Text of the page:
Working Out When Not Feeling Well

Friday, March 23, 2018
Working Out When Not Feeling Well

Recently, I’ve been working out at a gym other than the one I own. It’s a bit weird, but I’m giving it a try. Even as a trainer, it’s good to have someone else coach you, see how your body moves and give you ideas on how to improve you lifts and movements.

The other day I had signed up for an evening workout at this gym. It was a group class I had done before and really liked. I was looking forward to it all day, but as the day progressed, I developed a really bad headache. It got so bad I almost cancelled one of my afternoon clients as I started feeling nauseated. It was on the verge of a really bad migraine. My day had been really stressful--probably one of the most stressful days I’ve had in a long time; therefore, I knew my headache was related to the stress since I had eaten well and knew nothing else was wrong with my body.

My dilemma was, “Do I work out, or do I cancel?” Being a client in this instance, I realized my clients that I train probably go through similar situations when they feel sick or have headaches. So, I thought I would provide some information on being sick, stressed, having a headache or anything that makes you feel compromised for a workout, and deciding whether you should cancel or push through it.

  1. Know your personality type. If you’re a Type-A personality, your tendency will most likely be to push through anything. You don’t want a little headache or sore throat to slow you down. If you’re more adverse to risk or pain, you might be more apt to cancel quickly at the thought of not feeling well. It’s important to know your propensities.
  2. What kind of physical infirmity do you have? Sore throat, fever, headache, body aches, etc.….? (See chart below.)
  3. Why are you working out? Is your workout just a mental break from work? Are you training for a fitness event? Knowing this will help you decide whether continuing is a going to help you accomplish your goals or not. Sometimes rest and sleep can be more beneficial than working out.

If you answer the questions above which only you will know, then you need to decide. Here is a general guideline I use for myself. Hopefully it’s helpful to some of you.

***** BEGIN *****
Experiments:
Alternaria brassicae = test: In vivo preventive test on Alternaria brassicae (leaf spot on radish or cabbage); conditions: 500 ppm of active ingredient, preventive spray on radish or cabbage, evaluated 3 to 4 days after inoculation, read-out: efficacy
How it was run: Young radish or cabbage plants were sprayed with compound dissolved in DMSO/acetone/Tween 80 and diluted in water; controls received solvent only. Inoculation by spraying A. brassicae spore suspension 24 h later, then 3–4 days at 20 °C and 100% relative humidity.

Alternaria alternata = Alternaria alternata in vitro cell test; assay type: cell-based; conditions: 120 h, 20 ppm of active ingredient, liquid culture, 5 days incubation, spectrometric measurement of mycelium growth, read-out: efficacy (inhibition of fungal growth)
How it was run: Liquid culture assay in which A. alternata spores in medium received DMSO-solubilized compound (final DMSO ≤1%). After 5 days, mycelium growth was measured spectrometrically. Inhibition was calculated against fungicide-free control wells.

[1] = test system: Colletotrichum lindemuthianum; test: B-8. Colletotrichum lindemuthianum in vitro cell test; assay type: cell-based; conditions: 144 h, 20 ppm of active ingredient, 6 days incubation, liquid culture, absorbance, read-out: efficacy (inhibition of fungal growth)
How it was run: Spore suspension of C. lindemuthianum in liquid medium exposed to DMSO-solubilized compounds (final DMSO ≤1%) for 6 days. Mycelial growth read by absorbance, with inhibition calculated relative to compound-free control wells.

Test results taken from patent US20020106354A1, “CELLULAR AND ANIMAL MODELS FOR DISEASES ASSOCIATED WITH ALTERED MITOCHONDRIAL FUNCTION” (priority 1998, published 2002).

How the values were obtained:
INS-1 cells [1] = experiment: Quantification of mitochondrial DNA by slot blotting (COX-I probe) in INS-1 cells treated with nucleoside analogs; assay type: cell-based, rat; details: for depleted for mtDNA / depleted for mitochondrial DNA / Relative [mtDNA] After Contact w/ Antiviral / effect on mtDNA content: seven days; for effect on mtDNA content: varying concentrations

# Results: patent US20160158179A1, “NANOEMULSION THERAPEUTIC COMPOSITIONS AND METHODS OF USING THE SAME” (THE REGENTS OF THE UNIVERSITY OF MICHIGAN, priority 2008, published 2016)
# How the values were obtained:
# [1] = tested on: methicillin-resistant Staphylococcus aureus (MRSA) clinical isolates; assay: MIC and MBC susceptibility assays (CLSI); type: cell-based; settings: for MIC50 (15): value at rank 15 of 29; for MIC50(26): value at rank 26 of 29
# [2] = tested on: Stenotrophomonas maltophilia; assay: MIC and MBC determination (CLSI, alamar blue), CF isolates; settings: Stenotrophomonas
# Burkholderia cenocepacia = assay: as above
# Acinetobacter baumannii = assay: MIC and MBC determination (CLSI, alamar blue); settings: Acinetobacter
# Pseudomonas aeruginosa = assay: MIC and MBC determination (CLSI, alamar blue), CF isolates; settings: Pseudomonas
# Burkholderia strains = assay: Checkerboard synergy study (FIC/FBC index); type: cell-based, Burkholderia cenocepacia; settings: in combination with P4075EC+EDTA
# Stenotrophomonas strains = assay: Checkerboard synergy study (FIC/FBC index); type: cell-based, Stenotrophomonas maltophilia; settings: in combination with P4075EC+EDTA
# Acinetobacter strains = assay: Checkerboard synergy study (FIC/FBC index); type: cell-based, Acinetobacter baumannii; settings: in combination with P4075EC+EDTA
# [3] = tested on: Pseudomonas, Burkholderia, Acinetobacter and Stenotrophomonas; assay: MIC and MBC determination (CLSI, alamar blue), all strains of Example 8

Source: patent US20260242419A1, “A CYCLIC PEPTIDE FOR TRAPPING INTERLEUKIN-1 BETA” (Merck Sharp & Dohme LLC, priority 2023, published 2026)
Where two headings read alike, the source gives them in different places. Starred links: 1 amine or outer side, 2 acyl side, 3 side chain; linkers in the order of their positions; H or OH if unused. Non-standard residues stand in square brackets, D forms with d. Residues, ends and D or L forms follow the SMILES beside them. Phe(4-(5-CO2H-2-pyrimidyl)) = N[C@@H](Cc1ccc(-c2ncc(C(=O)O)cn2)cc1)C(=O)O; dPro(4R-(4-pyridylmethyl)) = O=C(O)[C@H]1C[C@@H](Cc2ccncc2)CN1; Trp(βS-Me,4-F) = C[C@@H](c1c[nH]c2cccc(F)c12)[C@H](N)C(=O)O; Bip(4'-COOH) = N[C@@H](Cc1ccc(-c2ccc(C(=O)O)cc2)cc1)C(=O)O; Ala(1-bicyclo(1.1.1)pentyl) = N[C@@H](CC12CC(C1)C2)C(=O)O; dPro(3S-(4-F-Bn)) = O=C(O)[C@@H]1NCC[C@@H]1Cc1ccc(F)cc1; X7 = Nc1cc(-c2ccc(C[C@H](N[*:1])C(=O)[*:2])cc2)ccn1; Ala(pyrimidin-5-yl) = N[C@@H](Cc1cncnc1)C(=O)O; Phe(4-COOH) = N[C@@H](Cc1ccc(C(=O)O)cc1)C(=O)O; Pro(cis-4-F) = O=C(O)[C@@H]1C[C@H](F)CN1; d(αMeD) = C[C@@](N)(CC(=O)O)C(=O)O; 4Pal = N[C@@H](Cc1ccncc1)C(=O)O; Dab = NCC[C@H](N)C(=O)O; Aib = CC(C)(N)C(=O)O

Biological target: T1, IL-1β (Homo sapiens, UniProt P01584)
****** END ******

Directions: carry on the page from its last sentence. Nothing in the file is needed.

Generally OK to workout Generally NOT OK to workout
sore throat fever
sinus congestion nausea
cold stomach problems
allergies vomiting
hormone imbalance diarrhea

Headaches are a grey area.

  • If you struggle with frequent migraines, then you will know how much you can do and when to stop.
  • If you rarely get headaches, then knowing the cause is important. If it’s precipitating an oncoming illness, be cautious.
  • If it’s because the weather change and you get pressure in your sinuses, you’re probably ok to work out. Just check in with yourself during the workout. How’s your breathing? Listen to your body.
  • It can also be related to diet, dehydration, and other issues that have nothing to do with being sick. If you feel it’s related to diet or dehydration, you need to fuel your body correctly before doing intense workouts. Being completely dehydrated and doing an intense workout is not a good idea. Your body is giving you a clue it hasn’t been treated correctly, and your system isn’t function the way it should. Be cautious.
  • Is it heat induced? Slow down. You can literally kill yourself (i.e. heat stroke) if you over do it in super-hot temperatures.

Lastly, listen to your body. If you just don’t feel well enough to workout, don’t. If you think you can, and your symptoms are in the “generally ok” category, give it a shot. If you start feeling worse, stop.

Disclaimer: Obviously, I have addressed minor illnesses and have not addressed anything chronic, heart-related, disease-related, or many other issues that affect the way we feel. Please use caution with the information above and take into account everything your body is going through.

Some information in this blog has been sourced from the Mayo Clinic, read more here:

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